It looks like investors are becoming euphoric

Every once in a while, an indicator or model catches the investing public's attention. Reasons vary, but the gist of it is that we all want to find the holy grail, a simple and perfect guide that tells us what to do.

The indicator du jour is the Citigroup Panic / Euphoria Model published weekly in Barron's. It did a very good job of indicating euphoria in January and February, suggesting sentiment was overdone and stocks were due for below-average returns going forward. It flipped to panic in late March, another good call. Now it's back to euphoria, even more than at the beginning of the year.

When an indicator puts a couple of good signals together, it often gets praise as the "new thing." Once it inevitably fails, people move on to the next one. This particular model has been around for a long time, as have its detractors.

Based on publicly released data, the model's inputs are somewhat unusual. We've looked at all of them at some point, and few of them have any consistent record at being a contrary (or other) indicator of future stock returns. If we create a proxy model using the same inputs, it's currently a mixed bag, which means that the overall average is almost exactly zero, not showing any particular sense of panic or euphoria. It's unclear why the "official" model from Citigroup is showing euphoria.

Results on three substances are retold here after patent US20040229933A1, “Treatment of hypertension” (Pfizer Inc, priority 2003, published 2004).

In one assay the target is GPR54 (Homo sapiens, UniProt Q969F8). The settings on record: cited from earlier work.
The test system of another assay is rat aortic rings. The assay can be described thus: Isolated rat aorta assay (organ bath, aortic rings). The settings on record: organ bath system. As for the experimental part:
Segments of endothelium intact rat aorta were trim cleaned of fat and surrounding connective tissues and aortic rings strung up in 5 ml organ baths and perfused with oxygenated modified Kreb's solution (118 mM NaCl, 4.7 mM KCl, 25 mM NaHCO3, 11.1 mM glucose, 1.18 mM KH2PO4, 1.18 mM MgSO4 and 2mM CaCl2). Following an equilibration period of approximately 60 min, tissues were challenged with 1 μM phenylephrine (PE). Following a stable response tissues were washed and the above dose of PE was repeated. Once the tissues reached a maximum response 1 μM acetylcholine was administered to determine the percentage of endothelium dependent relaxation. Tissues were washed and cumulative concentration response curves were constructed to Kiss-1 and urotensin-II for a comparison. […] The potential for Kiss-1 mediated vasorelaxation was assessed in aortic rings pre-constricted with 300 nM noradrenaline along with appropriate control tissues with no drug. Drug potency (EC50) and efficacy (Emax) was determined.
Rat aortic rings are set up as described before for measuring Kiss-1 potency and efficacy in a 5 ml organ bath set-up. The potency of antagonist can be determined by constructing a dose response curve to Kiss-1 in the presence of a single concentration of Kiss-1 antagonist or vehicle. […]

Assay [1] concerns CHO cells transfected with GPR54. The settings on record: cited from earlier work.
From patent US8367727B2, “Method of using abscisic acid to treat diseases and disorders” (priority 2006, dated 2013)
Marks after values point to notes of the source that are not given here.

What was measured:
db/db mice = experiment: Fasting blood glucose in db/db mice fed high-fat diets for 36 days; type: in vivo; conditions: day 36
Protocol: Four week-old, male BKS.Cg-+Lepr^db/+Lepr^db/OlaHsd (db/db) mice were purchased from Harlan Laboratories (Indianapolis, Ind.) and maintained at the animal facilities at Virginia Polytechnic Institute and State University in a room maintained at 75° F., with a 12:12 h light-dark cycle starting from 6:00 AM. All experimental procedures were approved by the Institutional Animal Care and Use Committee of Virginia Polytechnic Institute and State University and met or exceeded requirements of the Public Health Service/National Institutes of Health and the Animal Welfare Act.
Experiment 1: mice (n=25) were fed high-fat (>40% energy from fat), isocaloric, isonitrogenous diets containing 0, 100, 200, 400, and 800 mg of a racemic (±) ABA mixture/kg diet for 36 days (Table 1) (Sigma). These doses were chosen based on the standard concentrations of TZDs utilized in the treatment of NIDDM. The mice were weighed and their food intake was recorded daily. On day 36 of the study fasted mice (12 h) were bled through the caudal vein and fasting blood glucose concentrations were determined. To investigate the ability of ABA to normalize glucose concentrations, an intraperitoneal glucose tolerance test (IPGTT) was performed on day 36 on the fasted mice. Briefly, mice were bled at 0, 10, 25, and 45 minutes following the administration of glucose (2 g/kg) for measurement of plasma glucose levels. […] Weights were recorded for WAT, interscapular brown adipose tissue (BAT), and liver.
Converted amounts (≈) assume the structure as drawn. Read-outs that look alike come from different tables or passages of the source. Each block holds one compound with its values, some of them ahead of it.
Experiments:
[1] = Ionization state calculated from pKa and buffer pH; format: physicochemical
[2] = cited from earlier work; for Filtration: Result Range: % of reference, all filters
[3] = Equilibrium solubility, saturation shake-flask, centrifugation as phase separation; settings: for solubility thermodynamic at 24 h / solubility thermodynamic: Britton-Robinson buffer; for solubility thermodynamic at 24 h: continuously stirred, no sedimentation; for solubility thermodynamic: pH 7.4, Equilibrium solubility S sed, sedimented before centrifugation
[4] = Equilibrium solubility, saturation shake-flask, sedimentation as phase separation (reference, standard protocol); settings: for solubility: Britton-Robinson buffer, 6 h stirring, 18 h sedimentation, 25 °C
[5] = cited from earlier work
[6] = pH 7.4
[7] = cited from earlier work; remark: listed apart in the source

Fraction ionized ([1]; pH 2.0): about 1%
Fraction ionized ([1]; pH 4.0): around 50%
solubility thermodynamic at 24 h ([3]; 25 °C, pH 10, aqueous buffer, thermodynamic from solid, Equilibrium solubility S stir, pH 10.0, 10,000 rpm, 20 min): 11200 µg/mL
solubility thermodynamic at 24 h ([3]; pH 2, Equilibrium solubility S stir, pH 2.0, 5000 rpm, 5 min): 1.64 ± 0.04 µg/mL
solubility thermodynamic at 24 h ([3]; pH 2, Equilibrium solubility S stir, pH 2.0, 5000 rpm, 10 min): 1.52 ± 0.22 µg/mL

Based on the published model, we should be concerned because it's showing that investors are euphoric about the potential for a further rally. It did a very good job of warning us early this year, which is a mark in its favor. While its recent record is very good, historically the model has been inconsistent after registering euphoric readings, and many components of the model don't agree. 

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We also looked at:

  • An in-depth look at Panic / Euphoria component indicators and a proxy model over the past 20 years
  • SPY hit a 50-day high on a 50-day low in volume
  • Silver has skyrocketed over the past 50 days
  • The ratio of gold to silver has plunged nearly 25%
  • High-yield (junk) bonds now have an overbought RSI

The post titled It looks like investors are becoming euphoric was originally published as on on 2020-06-02.

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